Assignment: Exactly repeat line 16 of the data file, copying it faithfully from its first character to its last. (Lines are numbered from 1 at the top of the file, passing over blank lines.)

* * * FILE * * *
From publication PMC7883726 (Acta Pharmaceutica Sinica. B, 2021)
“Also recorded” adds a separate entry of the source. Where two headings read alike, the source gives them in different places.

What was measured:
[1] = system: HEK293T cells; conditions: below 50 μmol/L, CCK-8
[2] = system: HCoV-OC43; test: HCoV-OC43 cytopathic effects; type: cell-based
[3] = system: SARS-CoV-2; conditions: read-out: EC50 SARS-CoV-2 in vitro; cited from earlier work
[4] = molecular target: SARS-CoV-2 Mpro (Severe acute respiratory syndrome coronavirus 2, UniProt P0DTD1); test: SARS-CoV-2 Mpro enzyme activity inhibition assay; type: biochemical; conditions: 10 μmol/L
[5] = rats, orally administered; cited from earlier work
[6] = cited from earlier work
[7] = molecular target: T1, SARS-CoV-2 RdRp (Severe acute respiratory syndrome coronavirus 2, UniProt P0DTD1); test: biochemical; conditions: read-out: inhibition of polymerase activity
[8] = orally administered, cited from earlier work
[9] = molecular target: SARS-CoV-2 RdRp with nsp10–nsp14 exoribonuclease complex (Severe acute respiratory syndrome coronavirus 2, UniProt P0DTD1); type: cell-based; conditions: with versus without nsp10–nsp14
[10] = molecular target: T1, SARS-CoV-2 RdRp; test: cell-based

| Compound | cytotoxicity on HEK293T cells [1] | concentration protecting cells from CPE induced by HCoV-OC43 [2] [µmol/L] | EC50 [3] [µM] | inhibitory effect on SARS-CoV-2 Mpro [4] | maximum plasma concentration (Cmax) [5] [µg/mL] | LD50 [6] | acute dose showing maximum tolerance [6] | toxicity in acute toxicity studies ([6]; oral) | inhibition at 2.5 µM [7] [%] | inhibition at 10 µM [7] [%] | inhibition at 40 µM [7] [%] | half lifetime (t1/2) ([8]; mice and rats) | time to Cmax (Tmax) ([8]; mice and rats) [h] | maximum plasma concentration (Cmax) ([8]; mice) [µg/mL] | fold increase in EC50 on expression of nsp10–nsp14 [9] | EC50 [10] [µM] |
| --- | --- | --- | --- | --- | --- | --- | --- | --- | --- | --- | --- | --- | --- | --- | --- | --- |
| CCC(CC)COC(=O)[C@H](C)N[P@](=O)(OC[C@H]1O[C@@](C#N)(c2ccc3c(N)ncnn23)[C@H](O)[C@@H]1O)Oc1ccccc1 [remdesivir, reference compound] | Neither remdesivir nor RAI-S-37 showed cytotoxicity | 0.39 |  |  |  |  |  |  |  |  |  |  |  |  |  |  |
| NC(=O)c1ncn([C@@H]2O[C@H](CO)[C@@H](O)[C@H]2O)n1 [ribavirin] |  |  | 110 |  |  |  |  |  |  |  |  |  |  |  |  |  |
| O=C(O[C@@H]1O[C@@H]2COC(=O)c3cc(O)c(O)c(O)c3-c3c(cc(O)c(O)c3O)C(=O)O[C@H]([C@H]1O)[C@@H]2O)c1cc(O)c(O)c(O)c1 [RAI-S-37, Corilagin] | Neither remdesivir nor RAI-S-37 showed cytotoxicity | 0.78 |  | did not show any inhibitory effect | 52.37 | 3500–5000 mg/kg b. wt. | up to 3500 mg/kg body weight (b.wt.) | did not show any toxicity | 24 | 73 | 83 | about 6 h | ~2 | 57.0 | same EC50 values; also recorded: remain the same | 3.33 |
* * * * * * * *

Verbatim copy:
| CCC(CC)COC(=O)[C@H](C)N[P@](=O)(OC[C@H]1O[C@@](C#N)(c2ccc3c(N)ncnn23)[C@H](O)[C@@H]1O)Oc1ccccc1 [remdesivir, reference compound] | Neither remdesivir nor RAI-S-37 showed cytotoxicity | 0.39 |  |  |  |  |  |  |  |  |  |  |  |  |  |  |